- Interactions between the immune system and gut microbiota play an important role in early immune development and maturation.
- A new study investigates the role of certain immune system-stimulating proteins found at high levels in breast milk—S100A8 and S100A9—in the development of the neonatal gut microbiota and immune system.
- S100A8 and S100A9 are also found at high fecal levels in infants compared with adults, and are crucial host factors influencing the co-development of beneficial intestinal microbiota and gut immunity in infants.
- Intestinal S100A8 and S100A9 deficiency increases the risk of newborn individuals developing unfavorable gut microbiota and associated long-term disorders such as obesity.
- Feeding mice S100A8 at birth prevented many of the unfavorable outcomes of low intestinal S100A8 and S100A9, and the researchers suggest that nutritional supplementation with these proteins could potentially help immune development and prevent microbiota-related disorders in preterm infants.
The saying “you are what you eat” may be especially true for newborns. For instance, breastfeeding is known to have long-term impacts on health and immunity, and several components present in breast milk are known to influence both infant immunity and their gut microbiome.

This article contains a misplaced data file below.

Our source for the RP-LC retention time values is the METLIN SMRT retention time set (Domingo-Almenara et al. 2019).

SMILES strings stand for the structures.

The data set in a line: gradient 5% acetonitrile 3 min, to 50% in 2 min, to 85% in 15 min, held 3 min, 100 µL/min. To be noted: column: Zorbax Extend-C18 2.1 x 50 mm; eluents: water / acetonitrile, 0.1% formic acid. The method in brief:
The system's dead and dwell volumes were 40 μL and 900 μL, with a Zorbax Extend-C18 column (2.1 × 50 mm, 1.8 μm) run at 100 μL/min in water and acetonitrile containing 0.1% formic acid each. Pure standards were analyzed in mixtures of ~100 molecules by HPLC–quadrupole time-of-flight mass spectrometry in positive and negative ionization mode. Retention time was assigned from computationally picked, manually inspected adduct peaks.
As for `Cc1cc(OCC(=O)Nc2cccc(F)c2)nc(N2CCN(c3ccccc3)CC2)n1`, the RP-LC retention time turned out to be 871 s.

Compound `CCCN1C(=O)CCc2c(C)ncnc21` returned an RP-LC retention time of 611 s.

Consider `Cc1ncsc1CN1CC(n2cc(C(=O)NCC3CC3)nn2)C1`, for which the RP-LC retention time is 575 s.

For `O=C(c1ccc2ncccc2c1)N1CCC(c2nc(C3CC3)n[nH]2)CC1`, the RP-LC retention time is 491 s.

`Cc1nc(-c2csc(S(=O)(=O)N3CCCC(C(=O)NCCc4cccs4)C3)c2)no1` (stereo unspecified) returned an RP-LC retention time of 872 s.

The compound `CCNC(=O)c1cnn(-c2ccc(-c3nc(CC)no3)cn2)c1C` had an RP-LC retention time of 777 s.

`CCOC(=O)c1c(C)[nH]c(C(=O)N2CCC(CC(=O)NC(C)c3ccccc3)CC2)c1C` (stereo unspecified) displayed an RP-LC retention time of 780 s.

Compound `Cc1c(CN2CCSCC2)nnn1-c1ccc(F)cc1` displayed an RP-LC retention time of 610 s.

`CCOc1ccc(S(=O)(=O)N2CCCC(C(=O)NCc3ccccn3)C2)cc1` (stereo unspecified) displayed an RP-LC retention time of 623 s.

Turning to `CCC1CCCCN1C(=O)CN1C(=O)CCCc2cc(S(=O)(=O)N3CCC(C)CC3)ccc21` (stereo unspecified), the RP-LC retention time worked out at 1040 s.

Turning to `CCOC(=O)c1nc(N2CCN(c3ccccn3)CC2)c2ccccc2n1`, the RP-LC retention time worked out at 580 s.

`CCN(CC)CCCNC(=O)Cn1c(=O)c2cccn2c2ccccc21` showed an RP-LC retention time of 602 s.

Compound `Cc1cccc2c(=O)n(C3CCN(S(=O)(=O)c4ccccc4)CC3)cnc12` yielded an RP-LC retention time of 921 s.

In a new study, Dr. Dorothee Viemann of Hannover Medical School and her colleagues investigated the role of certain proteins found at high levels in breast milk, S100A8 and S100A9, in the development of the microbiome and early immune responses . Breast milk contains extremely high levels of S100A8 and S100A9, and these proteins are also found at high levels in healthy breast-fed infants [2,3]. Physiologically, these proteins form a complex (S100A8-A9) known as calprotectin [4,5].
Early immune development and maturation are critical to infant health, and it has become increasingly clear that the infant gut microbiome plays a crucial role in these processes. As microbes initially colonize the infant gut, their interactions with the intestinal immune system help in its early development and maturation [6,7]. If all goes well, the gut microbiome and host immune system develop a balance, known as “homeostasis,” but disruptions in this balance can increase an individual’s risk of inflammatory and metabolic diseases [8–12]. However, it’s still unclear what host factors influence the interactions between intestinal immunity and initial gut colonization to ensure homeostasis.
Previous studies showed that in healthy neonates high serum concentrations of S100A8-A9 can dampen immune reactions to microbes in a process known as “stress tolerance” [13–15]. However, when S100A8-A9 is released later in life in inflammatory settings, it has an amplifying effect, and fecal calprotectin serves as a biomarker of inflammation in Inflammatory Bowel Disease .
To elucidate the role that calprotectin plays in the development of infant intestinal immunity and microbial colonization, Viemann and her colleagues collected stool samples from both full-term and preterm infants over different time points during the first year of life and analyzed fecal microbiomes and levels of S100A8–A9. They also studied the development of the neonatal intestinal microbiota and immune system in mice lacking calprotectin.